The Georgia Dept. of Public Health recently confirmed that a 48-year-old Bryan County man has West Nile Virus.
It is the first confirmed human case of West Nile Virus in the Coastal Health District.
Mosquitoes carrying the virus have been circulating in southeast Georgia other parts of the state. As of Sept. 28, there have been 44 confirmed cases of West Nile Virus in Georgia that have resulted in two deaths in Dougherty County; one death in Early County; and one death in Gwinnett County, according to the health department.
"With that in mind, we know we have been messaging since the beginning of the summer about the risk of West Nile in our area. We have had positive mosquito pools, meaning we have had mosquitoes test positive for West Nile Virus, and as soon as we get that report, we know that heightens the risk for humans developing infections," said Diane Weems, MD, Coastal Health District chief medical officer.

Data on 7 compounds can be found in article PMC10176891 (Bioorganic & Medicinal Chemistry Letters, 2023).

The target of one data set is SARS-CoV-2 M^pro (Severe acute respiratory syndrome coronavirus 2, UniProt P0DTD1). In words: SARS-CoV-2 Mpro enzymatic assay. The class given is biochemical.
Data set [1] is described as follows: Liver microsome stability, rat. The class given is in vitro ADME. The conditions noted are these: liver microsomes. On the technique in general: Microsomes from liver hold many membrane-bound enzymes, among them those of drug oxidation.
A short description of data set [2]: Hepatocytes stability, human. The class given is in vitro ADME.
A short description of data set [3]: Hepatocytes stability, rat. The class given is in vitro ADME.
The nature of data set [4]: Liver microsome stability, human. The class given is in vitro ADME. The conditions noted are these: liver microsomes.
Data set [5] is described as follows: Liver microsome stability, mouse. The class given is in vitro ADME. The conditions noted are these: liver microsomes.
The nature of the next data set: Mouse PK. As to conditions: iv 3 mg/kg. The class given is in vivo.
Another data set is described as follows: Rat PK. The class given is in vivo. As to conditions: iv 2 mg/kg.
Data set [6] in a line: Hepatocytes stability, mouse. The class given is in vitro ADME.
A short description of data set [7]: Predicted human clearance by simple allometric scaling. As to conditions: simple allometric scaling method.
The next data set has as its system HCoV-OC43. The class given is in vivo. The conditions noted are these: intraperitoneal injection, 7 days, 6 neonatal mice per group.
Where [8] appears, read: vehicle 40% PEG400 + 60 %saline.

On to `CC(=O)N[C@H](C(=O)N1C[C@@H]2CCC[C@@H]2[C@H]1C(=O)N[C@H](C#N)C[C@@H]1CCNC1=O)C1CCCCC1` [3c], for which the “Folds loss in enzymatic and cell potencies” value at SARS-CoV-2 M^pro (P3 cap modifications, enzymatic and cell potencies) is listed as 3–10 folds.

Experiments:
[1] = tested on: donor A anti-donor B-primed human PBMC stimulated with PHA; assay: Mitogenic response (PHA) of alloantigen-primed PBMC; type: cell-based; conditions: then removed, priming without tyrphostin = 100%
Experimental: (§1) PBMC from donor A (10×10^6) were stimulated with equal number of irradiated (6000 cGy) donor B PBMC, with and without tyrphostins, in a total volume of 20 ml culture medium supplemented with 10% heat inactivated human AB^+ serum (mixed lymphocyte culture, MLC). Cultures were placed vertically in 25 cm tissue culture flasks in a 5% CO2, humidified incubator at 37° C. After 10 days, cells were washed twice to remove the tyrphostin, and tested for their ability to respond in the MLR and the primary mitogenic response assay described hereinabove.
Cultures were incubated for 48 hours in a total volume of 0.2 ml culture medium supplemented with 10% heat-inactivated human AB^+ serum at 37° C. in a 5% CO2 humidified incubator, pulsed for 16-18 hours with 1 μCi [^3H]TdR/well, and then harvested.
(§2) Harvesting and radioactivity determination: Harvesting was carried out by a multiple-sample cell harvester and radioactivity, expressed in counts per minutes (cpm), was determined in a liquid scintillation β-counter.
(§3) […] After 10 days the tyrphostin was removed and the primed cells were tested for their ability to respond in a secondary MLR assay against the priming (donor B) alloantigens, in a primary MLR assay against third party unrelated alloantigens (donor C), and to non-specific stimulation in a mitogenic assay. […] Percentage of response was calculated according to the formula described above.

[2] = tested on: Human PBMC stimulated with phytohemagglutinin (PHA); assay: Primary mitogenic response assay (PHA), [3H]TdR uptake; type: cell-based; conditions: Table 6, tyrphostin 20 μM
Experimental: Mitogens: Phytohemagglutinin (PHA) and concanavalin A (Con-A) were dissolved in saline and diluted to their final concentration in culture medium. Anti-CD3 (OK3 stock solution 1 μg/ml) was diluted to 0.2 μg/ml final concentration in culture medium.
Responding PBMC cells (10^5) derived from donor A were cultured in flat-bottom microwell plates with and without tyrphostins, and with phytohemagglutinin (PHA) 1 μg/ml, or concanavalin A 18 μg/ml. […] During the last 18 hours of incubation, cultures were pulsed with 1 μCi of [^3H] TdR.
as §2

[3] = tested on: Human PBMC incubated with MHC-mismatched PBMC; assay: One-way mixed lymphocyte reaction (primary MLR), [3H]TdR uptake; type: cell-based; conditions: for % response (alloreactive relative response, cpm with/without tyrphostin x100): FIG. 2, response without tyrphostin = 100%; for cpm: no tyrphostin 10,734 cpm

Mosquitoes can carry both the virus and Eastern Equine Encephalitis. Mosquitoes that carry West Nile Virus are more likely to bite during the evening, night and early morning, according to the health department.
Health department officials urge residents to get rid of standing water containers where mosquitoes can breed, changing water frequently in pet dishes, changing bird bath water at least twice a week and avoiding using saucers under outdoor potted plants.
The Coastal Health District offers these prevention tips:
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